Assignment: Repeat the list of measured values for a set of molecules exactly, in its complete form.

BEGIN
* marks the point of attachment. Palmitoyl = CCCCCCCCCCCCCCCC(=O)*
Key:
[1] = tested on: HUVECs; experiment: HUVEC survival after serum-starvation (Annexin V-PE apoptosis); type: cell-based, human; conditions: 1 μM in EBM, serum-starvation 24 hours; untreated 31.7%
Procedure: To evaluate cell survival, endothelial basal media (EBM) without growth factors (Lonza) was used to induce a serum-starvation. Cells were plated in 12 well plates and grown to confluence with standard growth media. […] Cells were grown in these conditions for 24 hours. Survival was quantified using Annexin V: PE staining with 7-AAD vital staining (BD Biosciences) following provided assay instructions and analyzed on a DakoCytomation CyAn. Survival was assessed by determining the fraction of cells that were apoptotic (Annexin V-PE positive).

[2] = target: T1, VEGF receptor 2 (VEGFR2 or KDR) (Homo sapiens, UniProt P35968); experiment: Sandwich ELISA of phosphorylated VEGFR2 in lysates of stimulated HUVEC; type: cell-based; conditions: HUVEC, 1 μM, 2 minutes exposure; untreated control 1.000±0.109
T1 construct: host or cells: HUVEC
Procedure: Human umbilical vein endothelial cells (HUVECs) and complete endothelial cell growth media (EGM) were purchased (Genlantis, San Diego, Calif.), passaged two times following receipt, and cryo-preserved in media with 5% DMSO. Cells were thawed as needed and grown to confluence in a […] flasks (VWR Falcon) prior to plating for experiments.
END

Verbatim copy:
* marks the point of attachment. Palmitoyl = CCCCCCCCCCCCCCCC(=O)*
Key:
[1] = tested on: HUVECs; experiment: HUVEC survival after serum-starvation (Annexin V-PE apoptosis); type: cell-based, human; conditions: 1 μM in EBM, serum-starvation 24 hours; untreated 31.7%
Procedure: To evaluate cell survival, endothelial basal media (EBM) without growth factors (Lonza) was used to induce a serum-starvation. Cells were plated in 12 well plates and grown to confluence with standard growth media. […] Cells were grown in these conditions for 24 hours. Survival was quantified using Annexin V: PE staining with 7-AAD vital staining (BD Biosciences) following provided assay instructions and analyzed on a DakoCytomation CyAn. Survival was assessed by determining the fraction of cells that were apoptotic (Annexin V-PE positive).

[2] = target: T1, VEGF receptor 2 (VEGFR2 or KDR) (Homo sapiens, UniProt P35968); experiment: Sandwich ELISA of phosphorylated VEGFR2 in lysates of stimulated HUVEC; type: cell-based; conditions: HUVEC, 1 μM, 2 minutes exposure; untreated control 1.000±0.109
T1 construct: host or cells: HUVEC
Procedure: Human umbilical vein endothelial cells (HUVECs) and complete endothelial cell growth media (EGM) were purchased (Genlantis, San Diego, Calif.), passaged two times following receipt, and cryo-preserved in media with 5% DMSO. Cells were thawed as needed and grown to confluence in a […] flasks (VWR Falcon) prior to plating for experiments.